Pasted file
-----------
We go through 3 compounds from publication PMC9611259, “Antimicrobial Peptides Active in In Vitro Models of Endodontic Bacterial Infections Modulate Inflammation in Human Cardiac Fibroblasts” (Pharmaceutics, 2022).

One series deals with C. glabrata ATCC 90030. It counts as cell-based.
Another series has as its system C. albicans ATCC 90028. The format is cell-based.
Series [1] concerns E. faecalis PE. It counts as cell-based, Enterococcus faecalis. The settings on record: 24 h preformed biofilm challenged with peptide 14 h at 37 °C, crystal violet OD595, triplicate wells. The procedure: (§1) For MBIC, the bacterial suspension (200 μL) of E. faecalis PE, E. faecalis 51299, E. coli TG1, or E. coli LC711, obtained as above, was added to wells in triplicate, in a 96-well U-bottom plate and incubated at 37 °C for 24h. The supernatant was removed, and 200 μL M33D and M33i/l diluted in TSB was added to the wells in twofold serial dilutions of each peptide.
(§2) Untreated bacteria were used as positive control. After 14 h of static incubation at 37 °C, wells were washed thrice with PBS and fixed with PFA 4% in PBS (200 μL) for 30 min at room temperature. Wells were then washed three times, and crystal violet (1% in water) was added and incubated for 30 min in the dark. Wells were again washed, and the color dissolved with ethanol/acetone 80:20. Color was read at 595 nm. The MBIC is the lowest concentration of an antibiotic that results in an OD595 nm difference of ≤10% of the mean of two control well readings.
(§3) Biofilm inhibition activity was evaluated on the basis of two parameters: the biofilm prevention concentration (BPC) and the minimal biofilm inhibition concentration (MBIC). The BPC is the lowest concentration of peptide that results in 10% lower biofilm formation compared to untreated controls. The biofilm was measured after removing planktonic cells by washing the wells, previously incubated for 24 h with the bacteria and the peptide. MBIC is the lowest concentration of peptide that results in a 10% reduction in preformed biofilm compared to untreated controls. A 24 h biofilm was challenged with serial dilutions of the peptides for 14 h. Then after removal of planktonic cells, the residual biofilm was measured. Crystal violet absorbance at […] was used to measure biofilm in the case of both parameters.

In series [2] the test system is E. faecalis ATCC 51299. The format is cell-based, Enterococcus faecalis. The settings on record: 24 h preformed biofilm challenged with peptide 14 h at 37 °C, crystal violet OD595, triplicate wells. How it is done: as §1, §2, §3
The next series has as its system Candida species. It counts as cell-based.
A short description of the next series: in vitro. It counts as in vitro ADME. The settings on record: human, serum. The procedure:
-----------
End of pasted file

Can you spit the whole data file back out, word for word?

We go through 3 compounds from publication PMC9611259, “Antimicrobial Peptides Active in In Vitro Models of Endodontic Bacterial Infections Modulate Inflammation in Human Cardiac Fibroblasts” (Pharmaceutics, 2022).

One series deals with C. glabrata ATCC 90030. It counts as cell-based.
Another series has as its system C. albicans ATCC 90028. The format is cell-based.
Series [1] concerns E. faecalis PE. It counts as cell-based, Enterococcus faecalis. The settings on record: 24 h preformed biofilm challenged with peptide 14 h at 37 °C, crystal violet OD595, triplicate wells. The procedure: (§1) For MBIC, the bacterial suspension (200 μL) of E. faecalis PE, E. faecalis 51299, E. coli TG1, or E. coli LC711, obtained as above, was added to wells in triplicate, in a 96-well U-bottom plate and incubated at 37 °C for 24h. The supernatant was removed, and 200 μL M33D and M33i/l diluted in TSB was added to the wells in twofold serial dilutions of each peptide.
(§2) Untreated bacteria were used as positive control. After 14 h of static incubation at 37 °C, wells were washed thrice with PBS and fixed with PFA 4% in PBS (200 μL) for 30 min at room temperature. Wells were then washed three times, and crystal violet (1% in water) was added and incubated for 30 min in the dark. Wells were again washed, and the color dissolved with ethanol/acetone 80:20. Color was read at 595 nm. The MBIC is the lowest concentration of an antibiotic that results in an OD595 nm difference of ≤10% of the mean of two control well readings.
(§3) Biofilm inhibition activity was evaluated on the basis of two parameters: the biofilm prevention concentration (BPC) and the minimal biofilm inhibition concentration (MBIC). The BPC is the lowest concentration of peptide that results in 10% lower biofilm formation compared to untreated controls. The biofilm was measured after removing planktonic cells by washing the wells, previously incubated for 24 h with the bacteria and the peptide. MBIC is the lowest concentration of peptide that results in a 10% reduction in preformed biofilm compared to untreated controls. A 24 h biofilm was challenged with serial dilutions of the peptides for 14 h. Then after removal of planktonic cells, the residual biofilm was measured. Crystal violet absorbance at […] was used to measure biofilm in the case of both parameters.

In series [2] the test system is E. faecalis ATCC 51299. The format is cell-based, Enterococcus faecalis. The settings on record: 24 h preformed biofilm challenged with peptide 14 h at 37 °C, crystal violet OD595, triplicate wells. How it is done: as §1, §2, §3
The next series has as its system Candida species. It counts as cell-based.
A short description of the next series: in vitro. It counts as in vitro ADME. The settings on record: human, serum. The procedure: